Tag Archives: England v India 2016

Cricketing Cults and Stress Fractures

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For England, preparing to take the field in Mumbai, two down with two to play, the six letters that should be uppermost in their consideration  S – T – R – E – S – S or, strictly speaking, how to avoid being stricken with stress.

Eddie Jones recently had some words of wisdom on the subject. If you know what you are doing there IS no stress. In other words, disabling stress comes when not knowing what to do forces its way into a sportsperson’s consciousness.

So, if you have a plan and, crucially, if you believe in the plan and have no doubts or feelings of insecurity about the plan that you are being asked to follow or have chosen to adopt, you will bat or bowl without stress.

The trouble comes when you play in two (or more) minds. The ‘should I, shouldn’t I?’ dilemma of being true to ‘my game’, true to my understanding of myself and … and playing in a way that is ultimately inauthentic, alien and pushed on you by outside forces.

In his blog A Sportsman’s Transition the entry on 2/12/2016 for 1/10/15 Alex Gidman  describes the modern dressing room: “We have developed a culture in cricket where we sit in a room with a load of coaches who tell us what we have done wrong. Ok they have stats, footage, whatever but unless you can figure out why things have gone well or badly yourself then it’s irrelevant what the coach says. You have to figure it out what changes are needed and why, the coaches are there to assist you and help but not to be relied on.”

And In ‘Setting the Scene’ – Chapter 1 of ‘Bucking the Trend,’, Chris Rogers, describes how the former Cricket Australia executive Marianne Roux sat the Australians down and said ‘for every negative thought you’ve got to tell yourself to have five positive thoughts’.

One can almost hear the internal monologue of the perspicacious Roger’s, no shrinking violet he, saying to himself, “Well I can’t say that’s ever fucking worked for me.”

Can one picture an England Lion in the full England dressing room reacting to such advice in any other way than with strict compliance? “Yes, yes!”

Rogers explains his own perspective on such advice, “Oddly enough, doubts and insecurities have actually been quite a powerful force driving me as a cricketer. Some players are able to back themselves in, but my own doubts about my ability to pull off certain shots led me to a very pragmatic game, where I worked out the most reliable ways of surviving and scoring without taking undue risks. You often hear about the use of positive thoughts to generate good results, but I’m a big believer in finding a way to channel negative thoughts.”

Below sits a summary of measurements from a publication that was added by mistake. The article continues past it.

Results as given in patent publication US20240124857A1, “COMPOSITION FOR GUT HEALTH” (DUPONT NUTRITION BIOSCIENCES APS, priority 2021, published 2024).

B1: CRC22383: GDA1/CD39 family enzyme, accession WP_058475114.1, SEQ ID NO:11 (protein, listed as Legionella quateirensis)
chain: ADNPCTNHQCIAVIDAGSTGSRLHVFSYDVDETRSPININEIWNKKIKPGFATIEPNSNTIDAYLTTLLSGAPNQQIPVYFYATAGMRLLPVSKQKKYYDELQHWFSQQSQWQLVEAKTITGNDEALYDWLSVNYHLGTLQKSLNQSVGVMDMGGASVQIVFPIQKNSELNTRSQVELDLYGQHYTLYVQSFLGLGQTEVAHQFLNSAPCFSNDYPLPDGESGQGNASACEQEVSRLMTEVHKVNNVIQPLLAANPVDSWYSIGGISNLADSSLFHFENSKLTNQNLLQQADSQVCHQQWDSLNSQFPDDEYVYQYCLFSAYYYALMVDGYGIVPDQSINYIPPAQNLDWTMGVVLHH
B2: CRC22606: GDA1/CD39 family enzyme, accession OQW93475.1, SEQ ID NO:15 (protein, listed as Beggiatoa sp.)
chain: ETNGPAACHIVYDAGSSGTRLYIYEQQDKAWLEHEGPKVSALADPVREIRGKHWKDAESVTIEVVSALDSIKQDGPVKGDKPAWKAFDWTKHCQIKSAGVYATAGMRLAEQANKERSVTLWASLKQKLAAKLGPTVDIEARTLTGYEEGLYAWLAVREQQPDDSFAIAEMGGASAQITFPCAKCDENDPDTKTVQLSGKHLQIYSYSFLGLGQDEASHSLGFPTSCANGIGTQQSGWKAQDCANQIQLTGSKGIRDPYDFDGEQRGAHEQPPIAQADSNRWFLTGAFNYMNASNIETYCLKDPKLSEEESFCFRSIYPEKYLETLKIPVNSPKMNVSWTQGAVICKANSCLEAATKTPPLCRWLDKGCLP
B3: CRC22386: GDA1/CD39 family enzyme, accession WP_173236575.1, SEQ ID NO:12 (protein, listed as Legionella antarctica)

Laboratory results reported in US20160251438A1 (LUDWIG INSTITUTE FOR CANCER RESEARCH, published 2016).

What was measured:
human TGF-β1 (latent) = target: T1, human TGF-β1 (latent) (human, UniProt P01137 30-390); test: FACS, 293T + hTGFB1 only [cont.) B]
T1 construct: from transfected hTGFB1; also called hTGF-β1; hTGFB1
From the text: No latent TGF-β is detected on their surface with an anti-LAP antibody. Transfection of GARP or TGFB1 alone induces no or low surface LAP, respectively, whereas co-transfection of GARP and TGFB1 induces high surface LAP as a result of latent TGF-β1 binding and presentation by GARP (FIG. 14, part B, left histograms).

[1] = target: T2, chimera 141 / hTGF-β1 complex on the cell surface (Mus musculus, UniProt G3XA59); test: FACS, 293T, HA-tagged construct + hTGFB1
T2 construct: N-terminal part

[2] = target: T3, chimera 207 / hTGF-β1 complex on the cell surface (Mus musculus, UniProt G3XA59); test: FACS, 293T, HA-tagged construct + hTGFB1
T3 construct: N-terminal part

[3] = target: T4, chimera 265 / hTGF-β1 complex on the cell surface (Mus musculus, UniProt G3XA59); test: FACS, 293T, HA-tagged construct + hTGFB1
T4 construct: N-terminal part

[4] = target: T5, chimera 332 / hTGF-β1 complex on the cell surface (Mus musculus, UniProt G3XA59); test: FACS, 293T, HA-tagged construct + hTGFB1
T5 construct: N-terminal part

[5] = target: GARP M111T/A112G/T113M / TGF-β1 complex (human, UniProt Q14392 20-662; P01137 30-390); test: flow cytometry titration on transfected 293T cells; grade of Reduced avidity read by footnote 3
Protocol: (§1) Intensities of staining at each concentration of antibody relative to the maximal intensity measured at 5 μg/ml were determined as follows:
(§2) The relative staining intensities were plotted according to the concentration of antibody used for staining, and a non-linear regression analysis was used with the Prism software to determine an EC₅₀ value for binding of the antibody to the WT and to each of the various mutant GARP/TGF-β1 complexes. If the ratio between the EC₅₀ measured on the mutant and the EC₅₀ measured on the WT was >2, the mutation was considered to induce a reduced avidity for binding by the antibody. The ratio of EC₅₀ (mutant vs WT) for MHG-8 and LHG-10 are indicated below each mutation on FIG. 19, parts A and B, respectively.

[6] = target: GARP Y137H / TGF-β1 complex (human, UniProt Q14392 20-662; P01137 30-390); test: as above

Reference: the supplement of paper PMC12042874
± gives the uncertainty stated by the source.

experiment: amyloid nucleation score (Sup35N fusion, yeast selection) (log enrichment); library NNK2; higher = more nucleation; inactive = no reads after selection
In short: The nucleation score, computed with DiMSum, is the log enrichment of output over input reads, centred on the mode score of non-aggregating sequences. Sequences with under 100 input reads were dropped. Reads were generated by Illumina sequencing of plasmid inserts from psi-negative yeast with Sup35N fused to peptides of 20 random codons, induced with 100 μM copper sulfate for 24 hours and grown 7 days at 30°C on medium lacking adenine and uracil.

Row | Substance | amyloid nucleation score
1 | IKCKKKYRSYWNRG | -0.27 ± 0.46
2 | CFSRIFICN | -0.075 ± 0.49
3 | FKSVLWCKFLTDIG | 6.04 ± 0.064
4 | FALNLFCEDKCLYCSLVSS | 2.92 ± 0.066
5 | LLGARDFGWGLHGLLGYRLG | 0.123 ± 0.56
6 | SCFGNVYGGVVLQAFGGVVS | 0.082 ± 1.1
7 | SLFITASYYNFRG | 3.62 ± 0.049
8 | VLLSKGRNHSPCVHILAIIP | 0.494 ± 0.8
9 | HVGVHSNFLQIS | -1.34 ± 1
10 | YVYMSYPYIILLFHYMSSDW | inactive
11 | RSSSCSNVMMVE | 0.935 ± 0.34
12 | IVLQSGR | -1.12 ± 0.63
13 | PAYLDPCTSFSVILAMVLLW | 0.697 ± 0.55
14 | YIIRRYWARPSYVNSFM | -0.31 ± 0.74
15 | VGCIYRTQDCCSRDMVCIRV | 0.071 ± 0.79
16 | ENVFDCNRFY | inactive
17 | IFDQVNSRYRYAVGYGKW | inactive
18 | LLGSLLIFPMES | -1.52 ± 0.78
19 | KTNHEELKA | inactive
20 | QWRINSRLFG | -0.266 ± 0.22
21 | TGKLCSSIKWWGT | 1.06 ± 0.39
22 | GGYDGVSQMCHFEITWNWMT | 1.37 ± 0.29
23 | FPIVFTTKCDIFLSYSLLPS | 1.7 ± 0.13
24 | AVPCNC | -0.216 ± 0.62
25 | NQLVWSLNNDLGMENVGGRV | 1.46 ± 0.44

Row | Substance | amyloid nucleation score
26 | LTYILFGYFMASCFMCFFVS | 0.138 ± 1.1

Rogers continues, “You spend so much of your time questioning yourself and competing against others that you need to find a way to use those doubts. To block them out successfully means kidding yourself, and how long can that last? Instead I find it best to know and own those doubts, and use them to sculpt a technique within my own limitations. By thinking my way through it, I’ve been able to find ways of succeeding where others have not …” before going for the jugular of the modern meme that is the perhaps greatest force for inauthenticity in modern batting, “There is, perhaps, something for others to learn from that, in an age where we constantly hear so much batting bravado talk, which can lead either to rapid scoring or rapid collapsing.”  TM’s italics.

Putting the pursuit of the brand before the authentic expression of personal capabilities is the reason that England has crippled (not a nice word but here, surely, justified) so many young batting talents in recent years? And it is why, in this Test series, stress has stalked the nets and dressing rooms and thrust itself on to the field of play, bringing calamity and dissonance in its wake.

The England managers have only themselves to blame. They have created a cult. It has initiation ceremonies, rites de passage, through which novitiates must pass. Inside is security and access to magical knowledge and privileges beyond the ken of outsiders.  There is a priesthood and leaders, whose authority must never be challenged. They have access to huge wealth and entitlements that can be withdrawn in a moment. Leaders come and go, but the orthodoxy reforms around new leaders. There is apparent equality yet power is held by the few. Novices are taken in at a young age and indoctrinated. Few if any are recruited later in life. There is perfect freedom within, provided the orthodoxy is never challenged.

Cults have a way of ending in mass suicides when reality becomes inescapable and the dissonance too great to bear. But before then, we can change coaches, replace captains and welcome a new cap or two.

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